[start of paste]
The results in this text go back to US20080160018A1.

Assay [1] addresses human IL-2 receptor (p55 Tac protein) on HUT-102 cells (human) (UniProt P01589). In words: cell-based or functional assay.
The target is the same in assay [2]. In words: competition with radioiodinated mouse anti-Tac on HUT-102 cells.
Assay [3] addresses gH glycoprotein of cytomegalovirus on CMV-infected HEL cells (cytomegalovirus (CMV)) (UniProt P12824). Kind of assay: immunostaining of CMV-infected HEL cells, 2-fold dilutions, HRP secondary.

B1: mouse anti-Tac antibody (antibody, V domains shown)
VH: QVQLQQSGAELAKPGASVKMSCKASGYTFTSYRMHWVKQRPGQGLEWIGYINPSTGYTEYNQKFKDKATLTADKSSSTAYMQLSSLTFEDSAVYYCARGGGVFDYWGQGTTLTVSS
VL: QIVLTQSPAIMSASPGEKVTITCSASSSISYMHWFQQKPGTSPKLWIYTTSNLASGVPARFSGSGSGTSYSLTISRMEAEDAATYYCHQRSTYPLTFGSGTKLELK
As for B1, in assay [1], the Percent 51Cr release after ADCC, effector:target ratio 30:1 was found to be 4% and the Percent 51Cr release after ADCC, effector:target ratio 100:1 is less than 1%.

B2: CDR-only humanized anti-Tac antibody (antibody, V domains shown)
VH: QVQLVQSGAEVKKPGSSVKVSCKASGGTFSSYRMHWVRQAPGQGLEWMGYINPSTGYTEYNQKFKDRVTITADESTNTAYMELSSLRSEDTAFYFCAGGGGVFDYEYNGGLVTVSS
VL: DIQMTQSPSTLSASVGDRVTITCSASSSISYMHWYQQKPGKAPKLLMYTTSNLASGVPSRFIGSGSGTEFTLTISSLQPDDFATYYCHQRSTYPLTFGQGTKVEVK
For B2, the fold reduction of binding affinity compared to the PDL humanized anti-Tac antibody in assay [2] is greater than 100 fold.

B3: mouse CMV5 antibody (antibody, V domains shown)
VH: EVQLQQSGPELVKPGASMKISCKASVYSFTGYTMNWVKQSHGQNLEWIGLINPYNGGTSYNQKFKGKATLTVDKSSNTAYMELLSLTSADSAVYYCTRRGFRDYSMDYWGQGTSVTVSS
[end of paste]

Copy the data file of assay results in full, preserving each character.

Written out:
The results in this text go back to US20080160018A1.

Assay [1] addresses human IL-2 receptor (p55 Tac protein) on HUT-102 cells (human) (UniProt P01589). In words: cell-based or functional assay.
The target is the same in assay [2]. In words: competition with radioiodinated mouse anti-Tac on HUT-102 cells.
Assay [3] addresses gH glycoprotein of cytomegalovirus on CMV-infected HEL cells (cytomegalovirus (CMV)) (UniProt P12824). Kind of assay: immunostaining of CMV-infected HEL cells, 2-fold dilutions, HRP secondary.

B1: mouse anti-Tac antibody (antibody, V domains shown)
VH: QVQLQQSGAELAKPGASVKMSCKASGYTFTSYRMHWVKQRPGQGLEWIGYINPSTGYTEYNQKFKDKATLTADKSSSTAYMQLSSLTFEDSAVYYCARGGGVFDYWGQGTTLTVSS
VL: QIVLTQSPAIMSASPGEKVTITCSASSSISYMHWFQQKPGTSPKLWIYTTSNLASGVPARFSGSGSGTSYSLTISRMEAEDAATYYCHQRSTYPLTFGSGTKLELK
As for B1, in assay [1], the Percent 51Cr release after ADCC, effector:target ratio 30:1 was found to be 4% and the Percent 51Cr release after ADCC, effector:target ratio 100:1 is less than 1%.

B2: CDR-only humanized anti-Tac antibody (antibody, V domains shown)
VH: QVQLVQSGAEVKKPGSSVKVSCKASGGTFSSYRMHWVRQAPGQGLEWMGYINPSTGYTEYNQKFKDRVTITADESTNTAYMELSSLRSEDTAFYFCAGGGGVFDYEYNGGLVTVSS
VL: DIQMTQSPSTLSASVGDRVTITCSASSSISYMHWYQQKPGKAPKLLMYTTSNLASGVPSRFIGSGSGTEFTLTISSLQPDDFATYYCHQRSTYPLTFGQGTKVEVK
For B2, the fold reduction of binding affinity compared to the PDL humanized anti-Tac antibody in assay [2] is greater than 100 fold.

B3: mouse CMV5 antibody (antibody, V domains shown)
VH: EVQLQQSGPELVKPGASMKISCKASVYSFTGYTMNWVKQSHGQNLEWIGLINPYNGGTSYNQKFKGKATLTVDKSSNTAYMELLSLTSADSAVYYCTRRGFRDYSMDYWGQGTSVTVSS